[UPDATED June 2014]

"Gao Zhisheng is due to be released in August 2014. His sentence also included one year's subsequent deprivation of political rights. It is unclear what will happen to Gao Zhisheng after his release, and it is therefore vital that there is sustained pressure on the Chinese authorities in the lead-up to this date." -- Amnesty International

Prisoner of Conscience Gao Zhisheng 高智晟




Group 22 has been working since March 2010 on the case of human rights lawyer Gao Zhisheng (pronounced Gow Jir-sheng). He was detained in February 2009 in Shaanxi Province, China. Except for a few weeks in 2010, his whereabouts were unknown for the following three years. Brutally tortured during his enforced disappearance, he is now serving a 3-year sentence in remote Shaya prison.



Gao Zhisheng passed his bar exam in 1995 and went on to represent many victims of human rights violations. China's Ministry of Justice named him one of the top ten lawyers of 2001. He began to defend members of the spiritual group Falun Gong in 2005 and to write open letters calling for religious freedom. The government revoked his law license in November 2005. About a year later a secret court trial for "inciting subversion of the state" resulted in a suspended prison sentence of three years. He and his family then endured several years of constant police harassment while he was under house arrest.

Gao Zhisheng said he was subjected to torture while in pre-trial detention in 2006. In September 2007 he was taken from his home by plainclothes police and held incommunicado for six weeks, during which he endured violent beatings and electric shocks to his genitals. He also suffered days of partial blindness due to lit cigarettes held close to his eyes for hours.

In February 2009, shortly after his wife and children fled China, Gao Zhisheng was taken away by security agents and disappeared completely. International pressure for information about him elicited confusing answers from Chinese officials, claiming first that he had gone missing and then that he "was where he was supposed to be".

On March 31, 2010, he suddenly reappeared in northern China. During his brief contacts with the outside world, he said that he was giving up activism and now wished only to be reunited with his family. But only a few weeks later, before his wish could be realized, he again disappeared, reportedly into police custody.

For the next 20 months, enquiries from his family and friends met with no answers from Chinese authorities. In an April 2010 interview with Associated Press which was released in January 2011, Gao Zhisheng said that the torture during the year of his secret detention was worse than anything he had previously experienced.

On December 16, 2011, China's official news agency announced that Gao Zhisheng would begin serving a three-year prison sentence because he had violated the terms of his probation. Nothing was said about his whereabouts. On January 1, 2012, Gao Zhisheng's brother received official notice of Gao's arrival at Shaya Prison in the remote western province of Xinjiang. The brother and other family members made the 2000-mile journey to Shaya Prison as soon as they could make travel arrangements, but were turned away and told that Gao could not yet have visitors. Gao's family were anxious and upset, wondering whether he was even alive.

Finally on March 24, 2012, Gao's brother and father-in-law were permitted a closely supervised 30-minute visit with Gao. They reported to Gao's wife and other family members that Gao appeared okay, although pale.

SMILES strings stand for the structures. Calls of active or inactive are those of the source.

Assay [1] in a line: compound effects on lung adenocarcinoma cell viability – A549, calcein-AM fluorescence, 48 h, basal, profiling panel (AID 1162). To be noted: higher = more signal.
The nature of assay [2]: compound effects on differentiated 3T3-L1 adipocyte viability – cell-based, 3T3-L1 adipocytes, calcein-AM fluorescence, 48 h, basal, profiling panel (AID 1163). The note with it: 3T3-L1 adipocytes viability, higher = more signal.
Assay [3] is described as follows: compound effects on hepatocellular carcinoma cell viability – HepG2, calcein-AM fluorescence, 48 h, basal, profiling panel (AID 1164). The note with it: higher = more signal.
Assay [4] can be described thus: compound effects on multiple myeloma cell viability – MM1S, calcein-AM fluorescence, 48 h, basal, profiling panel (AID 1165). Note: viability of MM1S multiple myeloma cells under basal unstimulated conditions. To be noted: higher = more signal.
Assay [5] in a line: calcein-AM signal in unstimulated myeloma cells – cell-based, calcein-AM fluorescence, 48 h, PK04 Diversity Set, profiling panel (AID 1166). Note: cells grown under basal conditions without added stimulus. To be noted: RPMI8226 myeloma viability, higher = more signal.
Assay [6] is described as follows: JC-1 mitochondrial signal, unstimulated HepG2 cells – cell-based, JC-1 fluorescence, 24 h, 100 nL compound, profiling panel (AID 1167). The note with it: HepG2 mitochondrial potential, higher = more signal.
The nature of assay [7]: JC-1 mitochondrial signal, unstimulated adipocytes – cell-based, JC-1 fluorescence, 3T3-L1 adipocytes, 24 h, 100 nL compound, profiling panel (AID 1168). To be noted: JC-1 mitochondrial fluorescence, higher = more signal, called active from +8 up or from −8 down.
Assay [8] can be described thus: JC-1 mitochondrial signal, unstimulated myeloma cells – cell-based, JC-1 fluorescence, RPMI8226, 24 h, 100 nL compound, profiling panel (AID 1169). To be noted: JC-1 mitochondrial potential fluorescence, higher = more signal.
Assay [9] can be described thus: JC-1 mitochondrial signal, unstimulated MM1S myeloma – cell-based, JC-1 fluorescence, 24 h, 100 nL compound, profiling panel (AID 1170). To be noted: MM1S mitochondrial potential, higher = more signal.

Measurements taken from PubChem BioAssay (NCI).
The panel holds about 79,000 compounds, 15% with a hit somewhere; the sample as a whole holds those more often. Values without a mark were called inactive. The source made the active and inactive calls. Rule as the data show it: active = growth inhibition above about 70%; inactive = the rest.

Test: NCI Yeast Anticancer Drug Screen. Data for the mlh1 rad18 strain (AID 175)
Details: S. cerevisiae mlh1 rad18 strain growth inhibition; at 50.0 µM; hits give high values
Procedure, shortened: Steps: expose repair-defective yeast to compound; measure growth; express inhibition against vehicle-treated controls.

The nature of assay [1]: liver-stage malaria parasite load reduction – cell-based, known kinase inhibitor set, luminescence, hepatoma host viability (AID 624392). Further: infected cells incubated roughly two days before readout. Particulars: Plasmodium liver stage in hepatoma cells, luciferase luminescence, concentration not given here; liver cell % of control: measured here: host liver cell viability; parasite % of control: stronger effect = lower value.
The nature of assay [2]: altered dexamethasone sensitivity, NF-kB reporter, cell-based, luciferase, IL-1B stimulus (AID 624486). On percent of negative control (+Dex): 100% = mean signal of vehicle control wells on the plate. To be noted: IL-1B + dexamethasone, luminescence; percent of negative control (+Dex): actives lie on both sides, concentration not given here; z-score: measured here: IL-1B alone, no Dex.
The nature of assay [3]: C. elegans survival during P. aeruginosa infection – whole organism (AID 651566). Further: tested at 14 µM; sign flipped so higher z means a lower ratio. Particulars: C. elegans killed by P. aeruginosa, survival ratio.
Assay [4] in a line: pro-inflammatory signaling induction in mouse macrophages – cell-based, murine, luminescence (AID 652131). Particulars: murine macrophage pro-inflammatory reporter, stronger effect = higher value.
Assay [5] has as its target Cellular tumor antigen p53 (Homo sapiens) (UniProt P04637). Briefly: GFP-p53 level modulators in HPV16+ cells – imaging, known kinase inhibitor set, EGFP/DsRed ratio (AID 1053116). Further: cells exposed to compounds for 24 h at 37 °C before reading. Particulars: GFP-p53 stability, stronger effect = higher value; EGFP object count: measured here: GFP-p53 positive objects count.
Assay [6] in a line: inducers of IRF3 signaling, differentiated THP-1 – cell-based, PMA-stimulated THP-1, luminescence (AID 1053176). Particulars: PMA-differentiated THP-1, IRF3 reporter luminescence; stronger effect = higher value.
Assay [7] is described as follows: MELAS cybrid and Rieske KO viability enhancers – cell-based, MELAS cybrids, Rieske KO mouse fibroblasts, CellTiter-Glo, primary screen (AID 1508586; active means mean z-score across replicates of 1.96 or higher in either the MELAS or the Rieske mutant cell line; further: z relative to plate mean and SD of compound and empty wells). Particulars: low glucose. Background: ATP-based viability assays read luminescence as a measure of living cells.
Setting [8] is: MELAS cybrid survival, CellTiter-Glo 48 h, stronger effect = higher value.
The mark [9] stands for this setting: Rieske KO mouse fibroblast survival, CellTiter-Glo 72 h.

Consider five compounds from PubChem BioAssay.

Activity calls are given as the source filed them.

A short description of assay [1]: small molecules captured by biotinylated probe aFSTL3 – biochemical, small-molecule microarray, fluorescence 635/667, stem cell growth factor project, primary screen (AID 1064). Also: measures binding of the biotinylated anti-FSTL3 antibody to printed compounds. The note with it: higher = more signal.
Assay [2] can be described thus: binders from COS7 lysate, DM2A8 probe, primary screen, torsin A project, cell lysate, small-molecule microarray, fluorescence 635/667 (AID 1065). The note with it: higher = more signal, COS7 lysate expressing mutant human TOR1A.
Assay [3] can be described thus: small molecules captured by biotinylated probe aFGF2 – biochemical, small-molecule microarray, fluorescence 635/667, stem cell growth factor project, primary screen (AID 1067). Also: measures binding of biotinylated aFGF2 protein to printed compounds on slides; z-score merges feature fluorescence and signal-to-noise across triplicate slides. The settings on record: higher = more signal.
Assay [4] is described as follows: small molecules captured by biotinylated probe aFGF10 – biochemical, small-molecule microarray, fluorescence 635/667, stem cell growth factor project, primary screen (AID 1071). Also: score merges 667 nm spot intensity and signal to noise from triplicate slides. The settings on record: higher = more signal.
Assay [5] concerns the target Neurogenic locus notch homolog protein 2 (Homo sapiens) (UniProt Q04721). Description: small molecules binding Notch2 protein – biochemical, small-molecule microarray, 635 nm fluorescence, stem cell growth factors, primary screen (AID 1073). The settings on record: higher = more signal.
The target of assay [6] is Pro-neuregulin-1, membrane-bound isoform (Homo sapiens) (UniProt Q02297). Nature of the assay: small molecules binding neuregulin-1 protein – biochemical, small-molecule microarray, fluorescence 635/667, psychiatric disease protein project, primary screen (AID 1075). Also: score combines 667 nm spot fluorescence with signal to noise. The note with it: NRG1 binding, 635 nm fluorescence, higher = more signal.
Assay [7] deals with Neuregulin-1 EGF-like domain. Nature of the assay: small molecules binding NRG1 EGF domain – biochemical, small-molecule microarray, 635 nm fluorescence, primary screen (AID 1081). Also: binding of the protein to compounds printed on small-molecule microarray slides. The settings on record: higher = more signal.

Gao's family and lawyers were permitted no further contact with him until January 12 of 2013, when his father-in-law and his younger brother were allowed a brief visit. They were warned not to discuss his case or prison conditions or the visit would be ended immediately. They reported that he seemed alert and walked without assistance. His case was featured in Amnesty's December 2012 Write-a-thon -- our cards and letters may have helped persuade the authorities to grant permission for the second family visit.

Gao Zhisheng is scheduled to be released in August 2014, but there have been no contacts at all with him since January 2013.

Actions That You Can Take

  • Add your voice to those assuring Gao Zhisheng that he is not forgotten. Send him a card with a message of solidarity and support. Use a Global "forever" stamp, which costs $1.15 as of June 2014.
    Gao Zhisheng 
    P.O. Box 15, Sub-box 16 
    Shaya County 842208
    Xinjiang Uighur Autonomous Region
    People's Republic of China
     
  • Write to authorities in China.
    Here are updated guidelines, bullet points, and addresses from the Amnesty International Case Dossier on Gao Zhisheng.

  • Sign the online petition to free Gao Zhisheng.

  • Check the current Group 22 newsletter (text) (PDF)
    for actions in behalf of Gao Zhisheng.


More About Gao Zhisheng

Rights Readers blog:
Gao Zhisheng is the author of A China More Just, published in 2007.
Scroll to the bottom of the page to see a current news search window for Gao Zhisheng.

CECC (Congressional-Executive Commission on China) Hearing on Gao Zhisheng.
This Feb 2012 hearing included testimony from Geng He (Gao's wife), Bob Fu of ChinaAid, and Jared Genser of Freedom Now. Scroll down to the recorded live webcast.

Twitter page dedicated to GaoZhisheng

Transcending Fear: The Story of Gao Zhisheng
Watch the trailer for this film, read an essay by the director, rent or buy the 90-minute film.

More About Human Rights in China

China Aid. You can type Gao Zhisheng into the Search Box.
Freedom Now. Click on the Campaigns tab to see their Gao Zhisheng page.
Amnesty International 2013 Annual Report (China)
AIUSA China Country Page
CIA Factbook for China
US State Dept Report (2013) Human Rights, China



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